2008 Election, Democrats, Energy Production, Environmentalism, Republicans, Republicans In Name Only
House Republicans have recently produced a major reversal in the momentum of the 2008 campaign by actually fighting democrats over their crazy environmental fanaticism and determination to maintain federal regulatory roadblocks to domestic oil exploration production at a time when prices at the pump are over $4. Tourists have come into the Capitol to applaud them.
Congressional Republicans actually find a winning issue, so what happens next?
Why, naturally, the Third Senator from New York, Lindsey Graham arrives with four other weak-kneed RINOs accompanied by a matching set of five democrats to propose a bipartisan sell-out which would protect the democrats from Republican attacks. Sheer genius! Isn’t it obvious just whom John McCain ought to be picking as his running-mate?
Speaking for real Republicans, Kimberly Strassel had a few choice words about all this.
It’s taken time, but Sen. McCain and his party have finally found — in energy — an issue that’s working for them. Riding voter discontent over high gas prices, the GOP has made antidrilling Democrats this summer’s headlines.
Their enthusiasm has given conservative candidates a boost in tough races. And Mr. McCain has pressured Barack Obama into an energy debate, where the Democrat has struggled to explain shifting and confused policy proposals.
Still, it was probably too much to assume every Republican would work out that their side was winning this issue. And so, last Friday, in stumbled Sens. Lindsey Graham, John Thune, Saxby Chambliss, Bob Corker and Johnny Isakson — alongside five Senate Democrats. This “Gang of 10” announced a “sweeping” and “bipartisan” energy plan to break Washington’s energy “stalemate.” What they did was throw every vulnerable Democrat, and Mr. Obama, a life preserver.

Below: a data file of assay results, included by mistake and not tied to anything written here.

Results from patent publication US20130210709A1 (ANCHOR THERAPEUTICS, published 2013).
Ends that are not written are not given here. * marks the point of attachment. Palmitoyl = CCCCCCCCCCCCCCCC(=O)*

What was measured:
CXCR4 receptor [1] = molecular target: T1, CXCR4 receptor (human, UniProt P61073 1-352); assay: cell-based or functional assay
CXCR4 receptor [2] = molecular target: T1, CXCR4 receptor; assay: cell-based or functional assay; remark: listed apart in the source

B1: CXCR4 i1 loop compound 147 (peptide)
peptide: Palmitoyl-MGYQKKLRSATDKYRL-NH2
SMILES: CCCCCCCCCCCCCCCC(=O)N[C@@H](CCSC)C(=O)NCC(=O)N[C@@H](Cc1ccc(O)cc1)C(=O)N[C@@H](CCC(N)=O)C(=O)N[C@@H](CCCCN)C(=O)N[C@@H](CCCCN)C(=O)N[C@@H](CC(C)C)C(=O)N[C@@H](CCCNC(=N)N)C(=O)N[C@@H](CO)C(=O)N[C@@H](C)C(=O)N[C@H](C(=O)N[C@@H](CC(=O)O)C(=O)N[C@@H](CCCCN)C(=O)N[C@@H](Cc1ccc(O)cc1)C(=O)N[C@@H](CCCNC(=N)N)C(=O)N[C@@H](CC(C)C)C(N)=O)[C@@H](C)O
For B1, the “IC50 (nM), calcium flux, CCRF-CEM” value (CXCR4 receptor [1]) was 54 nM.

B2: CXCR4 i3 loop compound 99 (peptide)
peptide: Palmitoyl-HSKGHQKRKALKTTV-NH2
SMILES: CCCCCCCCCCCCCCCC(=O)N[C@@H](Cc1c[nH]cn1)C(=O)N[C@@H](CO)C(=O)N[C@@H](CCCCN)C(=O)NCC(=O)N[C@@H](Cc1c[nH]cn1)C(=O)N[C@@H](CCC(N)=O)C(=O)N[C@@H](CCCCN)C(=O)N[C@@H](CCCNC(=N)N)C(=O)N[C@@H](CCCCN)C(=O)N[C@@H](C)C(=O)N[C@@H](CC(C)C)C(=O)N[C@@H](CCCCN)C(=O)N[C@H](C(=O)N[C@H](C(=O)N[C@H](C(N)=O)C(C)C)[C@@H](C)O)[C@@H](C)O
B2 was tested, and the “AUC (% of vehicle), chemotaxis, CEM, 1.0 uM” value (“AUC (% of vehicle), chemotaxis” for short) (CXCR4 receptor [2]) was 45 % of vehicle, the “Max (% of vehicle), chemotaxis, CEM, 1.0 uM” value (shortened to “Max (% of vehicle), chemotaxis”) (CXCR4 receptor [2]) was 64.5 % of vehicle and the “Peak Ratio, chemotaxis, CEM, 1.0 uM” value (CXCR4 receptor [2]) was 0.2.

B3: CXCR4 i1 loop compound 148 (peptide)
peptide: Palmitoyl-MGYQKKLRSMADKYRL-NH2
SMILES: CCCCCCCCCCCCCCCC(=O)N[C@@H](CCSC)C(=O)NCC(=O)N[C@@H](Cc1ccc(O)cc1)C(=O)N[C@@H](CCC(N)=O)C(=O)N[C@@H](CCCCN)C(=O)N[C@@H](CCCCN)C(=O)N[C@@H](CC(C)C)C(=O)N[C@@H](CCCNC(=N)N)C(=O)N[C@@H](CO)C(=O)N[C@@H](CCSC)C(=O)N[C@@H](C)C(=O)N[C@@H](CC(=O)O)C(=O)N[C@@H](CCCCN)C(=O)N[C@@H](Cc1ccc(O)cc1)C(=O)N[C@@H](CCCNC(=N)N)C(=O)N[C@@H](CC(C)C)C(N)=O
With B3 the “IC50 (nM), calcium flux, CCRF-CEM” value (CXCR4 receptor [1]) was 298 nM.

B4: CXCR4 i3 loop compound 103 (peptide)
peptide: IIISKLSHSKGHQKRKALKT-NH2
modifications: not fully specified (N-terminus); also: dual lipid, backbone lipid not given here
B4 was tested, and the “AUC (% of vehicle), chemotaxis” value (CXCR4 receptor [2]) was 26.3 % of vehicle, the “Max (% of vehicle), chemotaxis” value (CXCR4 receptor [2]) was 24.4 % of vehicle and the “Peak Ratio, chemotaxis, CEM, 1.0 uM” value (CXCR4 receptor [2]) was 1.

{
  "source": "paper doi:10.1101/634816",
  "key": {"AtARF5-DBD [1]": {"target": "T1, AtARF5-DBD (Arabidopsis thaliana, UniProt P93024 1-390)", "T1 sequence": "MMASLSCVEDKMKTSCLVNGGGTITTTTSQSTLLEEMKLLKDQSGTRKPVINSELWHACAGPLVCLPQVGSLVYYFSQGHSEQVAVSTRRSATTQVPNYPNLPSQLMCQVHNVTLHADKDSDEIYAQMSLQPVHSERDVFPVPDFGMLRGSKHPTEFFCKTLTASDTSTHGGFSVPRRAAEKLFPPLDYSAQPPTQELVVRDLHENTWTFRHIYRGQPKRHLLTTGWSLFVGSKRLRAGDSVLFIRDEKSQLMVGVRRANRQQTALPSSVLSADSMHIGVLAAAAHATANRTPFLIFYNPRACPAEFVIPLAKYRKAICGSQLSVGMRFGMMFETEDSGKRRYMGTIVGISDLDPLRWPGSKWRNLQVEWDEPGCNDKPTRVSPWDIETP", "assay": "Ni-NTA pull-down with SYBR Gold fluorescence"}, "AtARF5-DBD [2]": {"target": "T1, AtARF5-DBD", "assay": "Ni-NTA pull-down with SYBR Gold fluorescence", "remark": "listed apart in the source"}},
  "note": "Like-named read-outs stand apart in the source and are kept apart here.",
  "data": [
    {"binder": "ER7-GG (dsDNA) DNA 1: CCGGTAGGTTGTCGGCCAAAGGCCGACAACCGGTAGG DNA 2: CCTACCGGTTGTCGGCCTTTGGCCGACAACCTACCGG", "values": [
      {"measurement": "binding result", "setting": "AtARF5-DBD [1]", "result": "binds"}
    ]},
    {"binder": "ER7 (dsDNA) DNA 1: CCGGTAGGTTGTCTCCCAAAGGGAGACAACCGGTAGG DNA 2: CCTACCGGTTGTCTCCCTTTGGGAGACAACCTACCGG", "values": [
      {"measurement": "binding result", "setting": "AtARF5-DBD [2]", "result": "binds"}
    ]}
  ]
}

That’s because the plan is a Democratic giveaway. New production on offshore federal lands is left to state legislatures, and then in only four coastal states. The regulatory hurdles are huge. And the bill bars drilling within 50 miles of the coast — putting off limits some of the most productive areas. Alaska’s oil-rich Arctic National Wildlife Refuge is still a no-go.
The highlight is instead $84 billion in tax credits, subsidies and federal handouts for alternative fuels and renewables. The Gang of 10 intends to pay for all this in part by raising taxes on . . . oil companies! The Sierra Club couldn’t have penned it better. And so the Republican Five has potentially given antidrilling Democrats the political cover they need to neutralize energy through November.